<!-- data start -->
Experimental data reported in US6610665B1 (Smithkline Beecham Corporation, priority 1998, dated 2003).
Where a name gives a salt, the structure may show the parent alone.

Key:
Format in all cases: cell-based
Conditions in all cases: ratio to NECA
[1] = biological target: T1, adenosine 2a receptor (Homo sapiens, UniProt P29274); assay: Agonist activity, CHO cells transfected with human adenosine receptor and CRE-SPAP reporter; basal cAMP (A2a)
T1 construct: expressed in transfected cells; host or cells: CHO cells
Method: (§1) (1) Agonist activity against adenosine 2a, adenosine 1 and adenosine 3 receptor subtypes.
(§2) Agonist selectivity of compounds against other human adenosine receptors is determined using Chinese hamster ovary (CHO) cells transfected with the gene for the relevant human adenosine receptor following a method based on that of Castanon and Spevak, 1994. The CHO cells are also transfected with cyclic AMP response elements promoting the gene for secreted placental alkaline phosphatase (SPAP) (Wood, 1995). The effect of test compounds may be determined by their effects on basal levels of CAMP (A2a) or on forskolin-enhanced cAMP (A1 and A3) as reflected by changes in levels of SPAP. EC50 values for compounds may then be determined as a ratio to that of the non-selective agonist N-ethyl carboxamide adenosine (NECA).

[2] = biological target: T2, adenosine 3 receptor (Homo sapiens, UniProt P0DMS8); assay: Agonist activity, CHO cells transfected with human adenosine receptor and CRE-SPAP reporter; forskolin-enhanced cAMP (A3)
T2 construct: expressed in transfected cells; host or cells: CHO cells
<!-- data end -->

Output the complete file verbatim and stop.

Experimental data reported in US6610665B1 (Smithkline Beecham Corporation, priority 1998, dated 2003).
Where a name gives a salt, the structure may show the parent alone.

Key:
Format in all cases: cell-based
Conditions in all cases: ratio to NECA
[1] = biological target: T1, adenosine 2a receptor (Homo sapiens, UniProt P29274); assay: Agonist activity, CHO cells transfected with human adenosine receptor and CRE-SPAP reporter; basal cAMP (A2a)
T1 construct: expressed in transfected cells; host or cells: CHO cells
Method: (§1) (1) Agonist activity against adenosine 2a, adenosine 1 and adenosine 3 receptor subtypes.
(§2) Agonist selectivity of compounds against other human adenosine receptors is determined using Chinese hamster ovary (CHO) cells transfected with the gene for the relevant human adenosine receptor following a method based on that of Castanon and Spevak, 1994. The CHO cells are also transfected with cyclic AMP response elements promoting the gene for secreted placental alkaline phosphatase (SPAP) (Wood, 1995). The effect of test compounds may be determined by their effects on basal levels of CAMP (A2a) or on forskolin-enhanced cAMP (A1 and A3) as reflected by changes in levels of SPAP. EC50 values for compounds may then be determined as a ratio to that of the non-selective agonist N-ethyl carboxamide adenosine (NECA).

[2] = biological target: T2, adenosine 3 receptor (Homo sapiens, UniProt P0DMS8); assay: Agonist activity, CHO cells transfected with human adenosine receptor and CRE-SPAP reporter; forskolin-enhanced cAMP (A3)
T2 construct: expressed in transfected cells; host or cells: CHO cells